Popper’s epistemology has, in every pragmatic sense, become the prevailing theory of the nature and growth of scien­tific knowledge. When it comes to the rules for experiments in any field to be accepted as ‘scientific evidence’ by theo­reticians in that field, or by respectable journals for publication, or by physicians for choosing between rival medical treatments, the modern watchwords are just as Popper would have them: experimental testing, exposure to criticism, theoretical explanation and the acknowledgement of fallibility in experimental procedures. In popular accounts of science, scientific theories tend to be presented more as bold conjectures than as inferences drawn from accumulated data, and the difference between science and (say) astrology is correctly explained in terms of testability rather than degree of confirmation. In school laboratories, ‘hypothesis formation and testing’ are the order of the day. No longer are pupils expected to ‘learn by experiment’, in the sense that I and my contemporaries were – that is, we were given some equipment and told what to do with it, but we were not told the theory that the results were supposed to conform to. It was hoped that we would induce it. [331-2]

Science: learning from experience

But, in reality, scientific theories are not ‘derived’ from anything. We do not read them in nature, nor does nature write them into us. They are guesses – bold conjectures. Human minds create them by rearranging, combining, altering and adding to existing ideas with the intention of improving upon them. We do not begin with ‘white paper’ at birth, but with inborn expectations and intentions and an innate ability to improve upon them using thought and experience. Expe­rience is indeed essential to science, but its role is different from that supposed by empiricism. It is not the source from which theories are derived. Its main use is to choose between theories that have already been guessed. That is what ‘learning from experience’ is. [4]

The catalysts of reason

School ought not be about factual knowledge. That simply shouldn’t matter. Facts aren’t so clear cut anyway, and it is hard to remember them unless you can make regular use of them. Education ought to be about preparation for real life. The intellectual issue in real life is reasoning, not recitation. We need to avoid telling students how things are and instead help them discover things for themselves. The job of a school and a teacher is to serve as the catalyst for that discovery. [22]

The enlightened American soldier

Steuben ist es nicht gewohnt, dass Soldaten darauf bestehen, Rechte zu haben, aber er versteht, dass er aus diesen Männern niemals Preußen machen wird. Einem Soldaten in Europa könne man befehlen: „Mache das! und er macht’s“, schreibt er einem europäischen Freund. Dem amerikanischen müsse er zuerst erklären: „Dies und das ist der Grund, warum Du dieses oder jenes machen sollst, und dann erst macht er’s“.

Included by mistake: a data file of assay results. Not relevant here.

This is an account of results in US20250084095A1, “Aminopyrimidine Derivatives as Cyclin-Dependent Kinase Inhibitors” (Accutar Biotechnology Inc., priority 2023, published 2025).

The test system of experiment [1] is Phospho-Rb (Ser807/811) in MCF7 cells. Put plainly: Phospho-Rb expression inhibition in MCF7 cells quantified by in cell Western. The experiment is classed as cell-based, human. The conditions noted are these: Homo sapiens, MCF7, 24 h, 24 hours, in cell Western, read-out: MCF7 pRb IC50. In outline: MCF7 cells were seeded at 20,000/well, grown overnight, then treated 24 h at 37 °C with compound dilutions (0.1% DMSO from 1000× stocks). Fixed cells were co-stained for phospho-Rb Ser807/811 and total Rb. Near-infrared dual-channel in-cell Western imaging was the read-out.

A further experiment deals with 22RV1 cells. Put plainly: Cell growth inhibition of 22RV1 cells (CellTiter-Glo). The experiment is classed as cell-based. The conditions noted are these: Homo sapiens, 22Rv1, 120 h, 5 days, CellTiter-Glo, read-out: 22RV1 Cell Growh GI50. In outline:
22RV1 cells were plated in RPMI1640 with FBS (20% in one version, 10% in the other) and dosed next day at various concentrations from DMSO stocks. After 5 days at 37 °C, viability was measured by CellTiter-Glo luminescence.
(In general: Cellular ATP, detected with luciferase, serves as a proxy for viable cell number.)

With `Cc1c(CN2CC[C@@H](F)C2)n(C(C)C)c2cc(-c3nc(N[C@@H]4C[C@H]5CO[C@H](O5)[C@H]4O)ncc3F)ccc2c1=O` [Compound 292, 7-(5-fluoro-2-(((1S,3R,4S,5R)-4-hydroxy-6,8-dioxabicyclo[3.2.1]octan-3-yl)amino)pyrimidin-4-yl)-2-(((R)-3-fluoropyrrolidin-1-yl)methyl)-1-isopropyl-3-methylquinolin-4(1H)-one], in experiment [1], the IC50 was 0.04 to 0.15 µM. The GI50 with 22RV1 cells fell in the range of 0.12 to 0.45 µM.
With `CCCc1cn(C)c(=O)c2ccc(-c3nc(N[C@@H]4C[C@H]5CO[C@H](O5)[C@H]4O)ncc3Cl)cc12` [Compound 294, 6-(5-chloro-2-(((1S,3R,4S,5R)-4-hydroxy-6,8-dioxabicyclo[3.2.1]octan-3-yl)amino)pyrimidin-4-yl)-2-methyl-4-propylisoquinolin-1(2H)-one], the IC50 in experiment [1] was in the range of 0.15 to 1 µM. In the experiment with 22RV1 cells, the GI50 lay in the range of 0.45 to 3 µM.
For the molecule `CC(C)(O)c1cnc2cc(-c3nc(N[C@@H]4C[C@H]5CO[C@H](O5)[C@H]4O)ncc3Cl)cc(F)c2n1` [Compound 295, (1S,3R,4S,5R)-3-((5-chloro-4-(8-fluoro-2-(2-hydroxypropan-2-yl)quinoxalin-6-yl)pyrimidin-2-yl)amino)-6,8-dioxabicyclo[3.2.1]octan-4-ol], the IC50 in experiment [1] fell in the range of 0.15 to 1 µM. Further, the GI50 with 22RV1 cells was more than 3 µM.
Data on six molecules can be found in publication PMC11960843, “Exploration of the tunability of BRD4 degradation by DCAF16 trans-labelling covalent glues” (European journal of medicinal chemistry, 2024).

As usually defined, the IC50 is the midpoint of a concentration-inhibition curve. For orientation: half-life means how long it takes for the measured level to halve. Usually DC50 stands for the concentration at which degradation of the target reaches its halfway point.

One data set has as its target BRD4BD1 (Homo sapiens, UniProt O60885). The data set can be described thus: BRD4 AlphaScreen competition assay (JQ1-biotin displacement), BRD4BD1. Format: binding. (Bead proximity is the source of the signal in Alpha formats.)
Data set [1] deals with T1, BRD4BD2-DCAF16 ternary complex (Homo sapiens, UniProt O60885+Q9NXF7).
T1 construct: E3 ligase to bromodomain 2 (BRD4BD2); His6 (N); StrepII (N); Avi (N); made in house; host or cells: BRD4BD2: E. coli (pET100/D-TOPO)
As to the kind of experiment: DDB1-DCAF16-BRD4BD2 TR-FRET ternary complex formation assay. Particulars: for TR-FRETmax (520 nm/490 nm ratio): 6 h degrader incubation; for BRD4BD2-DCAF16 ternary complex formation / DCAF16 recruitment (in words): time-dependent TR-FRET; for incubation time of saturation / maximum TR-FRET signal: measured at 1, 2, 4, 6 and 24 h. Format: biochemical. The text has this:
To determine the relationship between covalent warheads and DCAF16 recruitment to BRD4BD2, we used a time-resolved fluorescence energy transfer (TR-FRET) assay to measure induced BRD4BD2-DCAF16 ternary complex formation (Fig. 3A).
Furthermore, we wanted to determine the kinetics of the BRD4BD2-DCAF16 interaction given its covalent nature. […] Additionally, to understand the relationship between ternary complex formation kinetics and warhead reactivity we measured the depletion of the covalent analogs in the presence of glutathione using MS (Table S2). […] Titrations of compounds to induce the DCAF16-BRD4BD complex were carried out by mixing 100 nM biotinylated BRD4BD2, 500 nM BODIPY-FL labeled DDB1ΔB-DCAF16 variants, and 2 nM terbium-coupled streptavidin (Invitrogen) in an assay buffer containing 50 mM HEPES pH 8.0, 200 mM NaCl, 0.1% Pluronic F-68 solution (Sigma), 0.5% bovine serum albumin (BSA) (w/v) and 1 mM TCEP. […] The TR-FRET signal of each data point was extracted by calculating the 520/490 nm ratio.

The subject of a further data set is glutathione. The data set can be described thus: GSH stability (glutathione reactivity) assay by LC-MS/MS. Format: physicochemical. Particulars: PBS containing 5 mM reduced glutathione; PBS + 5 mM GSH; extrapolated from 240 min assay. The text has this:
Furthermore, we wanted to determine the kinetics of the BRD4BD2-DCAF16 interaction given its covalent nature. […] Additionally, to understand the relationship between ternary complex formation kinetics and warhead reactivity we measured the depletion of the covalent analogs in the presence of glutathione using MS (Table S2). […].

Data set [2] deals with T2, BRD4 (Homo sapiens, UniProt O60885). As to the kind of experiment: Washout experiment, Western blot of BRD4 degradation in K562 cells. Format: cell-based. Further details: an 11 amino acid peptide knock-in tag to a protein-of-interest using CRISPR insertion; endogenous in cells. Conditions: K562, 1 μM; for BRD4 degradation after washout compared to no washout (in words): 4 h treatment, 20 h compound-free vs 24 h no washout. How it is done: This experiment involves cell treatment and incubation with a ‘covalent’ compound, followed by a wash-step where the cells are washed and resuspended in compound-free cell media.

An old tradition of scientific writing

Most “popular” writing in science simplifies concepts (usually trivializing them as well, if unintentionally) in the belief, often false, that understanding will thereby be enhanced. Perhaps, sometimes—but for me, the essay is then not worth writing. I will, of course, clarify language, mainly to remove the jargon that does impede public access. But I will not make concepts either more simple or more unambiguous than nature’s own complexity dictates. I intend my essays for professionals and lay readers alike—an old tradition, by the way, in scientific writing from Galileo to Darwin, though effectively lost today. I would not write these essays any differently if I intended them for my immediate colleagues alone. Thus, while I hope that you will appreciate my respect, our bargain may require from you more than the usual item of American journalism demands. [xiii-xiv]

No compromises in explaining science to the public

I deeply deplore the equation of popular writing with pap and distortion for two main reasons. First, such a designation imposes a crushing professional burden on scientists (particularly young scientists without tenure) who might like to try their hand at this expansive style. Second, it denigrates the intelligence of millions of Americans eager for intellectual stimulation without patronization. If we writers assume a crushing mean of mediocrity and incomprehension, then not only do we have contempt for our neighbors, but we also extinguish the light of excellence. The “perceptive and intelli­gent” layperson is no myth. … We must all pledge ourselves to recovering accessible science as an honorable intellec­tual tradition. The rules are simple: no compromises with conceptual richness; no bypassing of ambiguity or ignorance; removal of jargon, of course, but no dumbing down of ideas (any conceptual complexity can be conveyed in ordinary English). [11-12]